Postcolonial Literature: Uncovering Western Myths Essay

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Africa has been the embodiment of european perspectives before and after the Colonialism; these perspectives have attempted to provide insights on the facts behind it. In those terms, Africa has been reduced an atmosphere of concepts such as deep darkness, mystery, and madness, a place in which attrocities arise at any time of the day, and people are savages and chaotic. From that colonialist viewpoint, Africa was a place that needed help and control urgently in order to save it form itself and civilize it; therefore, white European men felt the need of accomplishing this mission and bring civilization to black men, which only meant to do thing as Europeans did. In Conrad's Heart of Darkness (1993), these European visions are portraited to …show more content…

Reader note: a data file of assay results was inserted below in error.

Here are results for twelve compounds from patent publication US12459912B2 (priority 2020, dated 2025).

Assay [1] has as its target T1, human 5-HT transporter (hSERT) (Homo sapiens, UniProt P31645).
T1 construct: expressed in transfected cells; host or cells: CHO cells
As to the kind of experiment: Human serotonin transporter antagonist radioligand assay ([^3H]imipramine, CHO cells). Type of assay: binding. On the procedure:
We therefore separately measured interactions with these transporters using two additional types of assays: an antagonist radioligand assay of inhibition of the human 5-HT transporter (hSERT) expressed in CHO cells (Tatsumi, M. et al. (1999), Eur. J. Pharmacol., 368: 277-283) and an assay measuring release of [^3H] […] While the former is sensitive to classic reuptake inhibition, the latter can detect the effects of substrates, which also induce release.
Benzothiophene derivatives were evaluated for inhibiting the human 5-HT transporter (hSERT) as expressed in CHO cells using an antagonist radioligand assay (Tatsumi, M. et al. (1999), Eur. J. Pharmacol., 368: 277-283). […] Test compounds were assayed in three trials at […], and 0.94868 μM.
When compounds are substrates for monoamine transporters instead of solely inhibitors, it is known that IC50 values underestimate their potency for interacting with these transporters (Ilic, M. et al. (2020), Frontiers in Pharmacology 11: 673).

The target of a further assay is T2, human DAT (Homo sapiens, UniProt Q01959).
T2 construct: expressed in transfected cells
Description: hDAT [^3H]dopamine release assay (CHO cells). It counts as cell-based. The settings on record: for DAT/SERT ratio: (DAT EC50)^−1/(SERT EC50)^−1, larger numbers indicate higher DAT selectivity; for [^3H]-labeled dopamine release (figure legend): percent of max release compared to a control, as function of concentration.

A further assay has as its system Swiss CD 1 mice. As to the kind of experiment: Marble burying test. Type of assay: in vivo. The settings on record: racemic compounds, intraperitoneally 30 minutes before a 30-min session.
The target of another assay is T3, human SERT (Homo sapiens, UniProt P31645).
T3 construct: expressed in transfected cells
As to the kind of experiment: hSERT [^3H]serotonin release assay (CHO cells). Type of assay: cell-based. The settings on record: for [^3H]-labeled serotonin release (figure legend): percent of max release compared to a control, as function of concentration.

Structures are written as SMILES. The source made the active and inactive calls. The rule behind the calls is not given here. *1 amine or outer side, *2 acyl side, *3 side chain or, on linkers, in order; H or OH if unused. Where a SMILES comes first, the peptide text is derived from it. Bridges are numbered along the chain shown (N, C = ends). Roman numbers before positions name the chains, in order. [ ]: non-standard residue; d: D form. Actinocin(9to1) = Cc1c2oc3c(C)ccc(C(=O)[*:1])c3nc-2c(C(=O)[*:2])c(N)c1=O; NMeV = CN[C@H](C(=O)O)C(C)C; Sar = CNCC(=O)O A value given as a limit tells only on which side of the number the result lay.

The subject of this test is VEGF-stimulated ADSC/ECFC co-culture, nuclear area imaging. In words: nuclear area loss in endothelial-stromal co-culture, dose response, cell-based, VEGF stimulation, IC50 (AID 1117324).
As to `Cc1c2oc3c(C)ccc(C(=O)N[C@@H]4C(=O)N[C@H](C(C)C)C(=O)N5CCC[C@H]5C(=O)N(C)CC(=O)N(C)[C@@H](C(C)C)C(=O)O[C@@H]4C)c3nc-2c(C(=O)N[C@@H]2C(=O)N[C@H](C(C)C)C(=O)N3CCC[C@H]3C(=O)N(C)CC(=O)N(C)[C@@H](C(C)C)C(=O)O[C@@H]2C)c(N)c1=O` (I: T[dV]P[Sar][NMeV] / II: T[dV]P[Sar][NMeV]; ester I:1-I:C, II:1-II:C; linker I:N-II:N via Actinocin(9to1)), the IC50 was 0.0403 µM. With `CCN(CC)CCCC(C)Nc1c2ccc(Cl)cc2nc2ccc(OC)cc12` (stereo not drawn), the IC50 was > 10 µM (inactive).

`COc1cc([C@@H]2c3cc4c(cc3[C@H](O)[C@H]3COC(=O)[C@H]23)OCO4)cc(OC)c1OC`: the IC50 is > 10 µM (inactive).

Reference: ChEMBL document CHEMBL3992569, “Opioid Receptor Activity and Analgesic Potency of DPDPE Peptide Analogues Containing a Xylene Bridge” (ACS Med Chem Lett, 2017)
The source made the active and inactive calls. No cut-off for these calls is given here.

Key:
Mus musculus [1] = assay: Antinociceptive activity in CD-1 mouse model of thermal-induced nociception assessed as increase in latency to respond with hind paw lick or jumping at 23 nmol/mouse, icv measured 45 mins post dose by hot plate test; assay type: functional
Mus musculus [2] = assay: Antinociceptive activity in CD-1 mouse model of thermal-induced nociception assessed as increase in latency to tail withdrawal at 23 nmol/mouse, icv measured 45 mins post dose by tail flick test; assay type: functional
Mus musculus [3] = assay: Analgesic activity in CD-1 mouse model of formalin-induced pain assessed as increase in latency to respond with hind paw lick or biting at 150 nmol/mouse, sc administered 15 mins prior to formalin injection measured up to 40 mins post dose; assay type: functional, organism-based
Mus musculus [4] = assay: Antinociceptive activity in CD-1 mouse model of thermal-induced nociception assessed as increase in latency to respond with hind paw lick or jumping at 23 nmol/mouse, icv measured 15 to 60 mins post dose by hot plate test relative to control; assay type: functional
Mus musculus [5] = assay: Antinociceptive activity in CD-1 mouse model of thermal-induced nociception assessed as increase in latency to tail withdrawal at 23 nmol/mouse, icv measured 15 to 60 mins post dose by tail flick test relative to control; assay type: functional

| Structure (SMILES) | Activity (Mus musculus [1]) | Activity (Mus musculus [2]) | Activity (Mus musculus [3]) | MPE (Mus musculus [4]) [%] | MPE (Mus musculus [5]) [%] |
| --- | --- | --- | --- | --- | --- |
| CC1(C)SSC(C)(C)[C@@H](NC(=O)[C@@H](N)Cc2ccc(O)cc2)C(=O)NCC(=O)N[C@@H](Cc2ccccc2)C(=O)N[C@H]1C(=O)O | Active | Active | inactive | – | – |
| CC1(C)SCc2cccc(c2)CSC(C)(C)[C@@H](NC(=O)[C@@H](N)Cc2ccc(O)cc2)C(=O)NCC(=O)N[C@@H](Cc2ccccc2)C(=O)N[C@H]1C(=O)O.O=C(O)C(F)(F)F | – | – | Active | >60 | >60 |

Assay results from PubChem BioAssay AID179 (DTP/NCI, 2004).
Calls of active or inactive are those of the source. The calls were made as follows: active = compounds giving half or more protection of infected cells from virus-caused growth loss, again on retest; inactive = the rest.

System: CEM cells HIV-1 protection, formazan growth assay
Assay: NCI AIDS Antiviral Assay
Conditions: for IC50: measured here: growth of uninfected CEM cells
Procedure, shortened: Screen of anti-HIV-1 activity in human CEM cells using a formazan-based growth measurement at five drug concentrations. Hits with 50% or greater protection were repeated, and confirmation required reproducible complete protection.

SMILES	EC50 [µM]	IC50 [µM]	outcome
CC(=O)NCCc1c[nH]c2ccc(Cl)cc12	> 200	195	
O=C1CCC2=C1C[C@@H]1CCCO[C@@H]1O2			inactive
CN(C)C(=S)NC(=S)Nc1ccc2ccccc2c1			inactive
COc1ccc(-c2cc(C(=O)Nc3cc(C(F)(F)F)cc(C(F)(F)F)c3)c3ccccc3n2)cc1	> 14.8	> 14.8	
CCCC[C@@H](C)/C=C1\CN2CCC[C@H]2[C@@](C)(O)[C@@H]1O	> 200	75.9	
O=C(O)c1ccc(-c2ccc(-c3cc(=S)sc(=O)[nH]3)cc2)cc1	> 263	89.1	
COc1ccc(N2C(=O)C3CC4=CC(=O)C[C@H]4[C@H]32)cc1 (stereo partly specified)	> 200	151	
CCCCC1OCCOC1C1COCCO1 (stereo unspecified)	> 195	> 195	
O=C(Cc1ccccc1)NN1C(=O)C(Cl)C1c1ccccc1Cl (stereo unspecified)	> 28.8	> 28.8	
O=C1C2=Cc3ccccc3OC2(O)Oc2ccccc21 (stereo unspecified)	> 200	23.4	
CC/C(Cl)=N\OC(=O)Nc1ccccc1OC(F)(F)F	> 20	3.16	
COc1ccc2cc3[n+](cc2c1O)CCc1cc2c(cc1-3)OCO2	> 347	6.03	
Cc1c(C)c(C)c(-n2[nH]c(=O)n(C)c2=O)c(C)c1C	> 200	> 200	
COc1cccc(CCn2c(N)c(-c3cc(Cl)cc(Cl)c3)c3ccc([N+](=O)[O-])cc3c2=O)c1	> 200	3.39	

Africa has been the embodiment of european perspectives before and after the Colonialism; these perspectives have attempted to provide insights on the facts behind it. In those terms, Africa has been reduced an atmosphere of concepts such as deep darkness, mystery, and madness, a place in which attrocities arise at any time of the day, and people are savages and chaotic. From that colonialist viewpoint, Africa was a place that needed help and control urgently in order to save it form itself and civilize it; therefore, white European men felt the need of accomplishing this mission and bring civilization to black men, which only meant to do thing as Europeans did. In Conrad's Heart of Darkness (1993), these European visions are portraited to such an extent that makes us understand that to unveil the heart of Africa we first need to be expose to their attrocities, and realise that we will always fail to do it because the chaos would consume us as well. Achiebe says it himself “Heart of Darkness projects the image of Africa as "the other world," the antithesis of Europe and therefore of civilization, a place where man's vaunted intelligence and refinement are finally mocked by triumphant beastiality.” (Achebe, 1977) This is one of the many issues that postcolonialism argues and confronts as a lie, since African history has only been told from the colonizer's viewpoint overshadowing the perspectives and voices of the colonized. Chinua Achebe, on the other hand, was the first
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